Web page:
The Guardians: Dark Ways to Death

I first discovered the existence of The Guardians series via the book Paperbacks from Hell by Grady Hendrix. That book is a delicious dive into the world of 1970s and 1980s horror fiction, and much of the blame and praise from my current fascination with the novels produced during that period can be laid at Mr. Hendrix’s feet.

Hendrix described The Guardians series as books about “square-jawed, tweed-and-blackbiar-pipe types investigating haunted houses, underwater vampires, voodoo cults, and Australians. Sort of like Scooby-Doo, only with more orgies.” If that’s not enough to sell you on the series, I can’t help you. The books were published between 1968 and 1970, and consist of six novels written by “Peter Saxon,” an in-house pen name at Mayflower Books (a publishing firm I’m certain will make future appearances here). “Peter Saxon” was, in truth, pulp fiction authors W. Howard Baker, Rex Dolphin, Wilfred McNeilly, and Thomas Martin.

This is actually pretty boring for a hexploitation cover.

Dark Ways to Death was, I believe, the first Guardians novel published, but I’ve seen information disputing this. It gets a little murky, as the series was released by different publishers in the UK and the USA. The US publishing house, Berkley Publishing Corporation, released the titles with numerical notations, while the UK publish houses listed two as unnumbered, but four numbered. Ultimately, it doesn’t matter much as, in true pulp fashion, you don’t really need to know much backstory and the book eventually clues you in to anything you might have missed. My assumption it’s the first is based on the statement on the flyleaf of my copy of Through the Dark Curtain that “The first novel in this series featuring the Guardians and by the same author—Dark Ways to Death” But my copy of Dark Curtain was published by Zenith Publications and is undated.

Okay, enough background. So, what’s the novel about?

Voodoo, my friends, voodoo. Dark Ways to Death is centered on the Guardians’ most current threat from the Left-Hand Path, that assorted collection of black magic practitioners and other occult menaces, in its guise as a sect dedicated to the Feathered Serpent, Dambalawedo. The cult meets in the abandoned tunnels of the Underground, luring sacrifices from the West Indian community of London, all the while planting their seeds for further conquest and corruption of the world. The Guardians get drawn into the cult’s plot via a three-fold collection of leads involving a West Indian immigrant who is in danger, a British Colonel’s out-of-control daughter, and a kidnapped cat. All three avenues of investigation lead back to an obeah in Knotting Hill Gate and, before you know it, we’ve got astral combat, a group of decadent British nobles out for a good time, an investigative reporter, the living dead, and gunplay.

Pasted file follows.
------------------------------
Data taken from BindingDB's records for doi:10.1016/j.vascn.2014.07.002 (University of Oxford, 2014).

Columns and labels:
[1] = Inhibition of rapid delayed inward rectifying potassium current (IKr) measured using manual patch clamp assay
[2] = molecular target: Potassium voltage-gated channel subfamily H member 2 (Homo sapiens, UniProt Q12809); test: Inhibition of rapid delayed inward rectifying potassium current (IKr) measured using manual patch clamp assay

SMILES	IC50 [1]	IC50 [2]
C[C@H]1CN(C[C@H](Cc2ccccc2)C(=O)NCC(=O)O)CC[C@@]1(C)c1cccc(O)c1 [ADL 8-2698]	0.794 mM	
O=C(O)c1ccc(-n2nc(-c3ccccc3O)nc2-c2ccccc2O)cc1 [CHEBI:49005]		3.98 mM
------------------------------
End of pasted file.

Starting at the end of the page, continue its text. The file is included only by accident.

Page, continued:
As you might imagine, a pulp novel written in 1968 that focuses on voodoo cults in Swinging London isn’t the most culturally sensitive piece of literature, and some readers will undoubtedly be turned off by the casual racism that permeates the book. This is a factor I’m sure will make its appearance in many of the books I’ll be exploring. Like Lovecraft, we have to acknowledge the elephant in the room, but also view it through the prism of where we were culturally at the time it was written. It could be a lot worse, in truth, and many of the non-Caucasian characters are portrayed with just as much depth as the protagonists. Which is a backhanded compliment given we’re dealing with pulp novel protagonists to begin with.  

I’m not going to review Dark Ways to Death, nor will I likely be reviewing future novels. I’m collecting and reading these books because I dig their aesthetic, both as works of fiction and as physical artifacts. My sole baseline for “Is this a good book?” is entirely based on my enjoyment of reading it and if there’s anything I could steal for gaming purposes. In the case of Dark Ways to Death, the answer to both questions is “Yes.”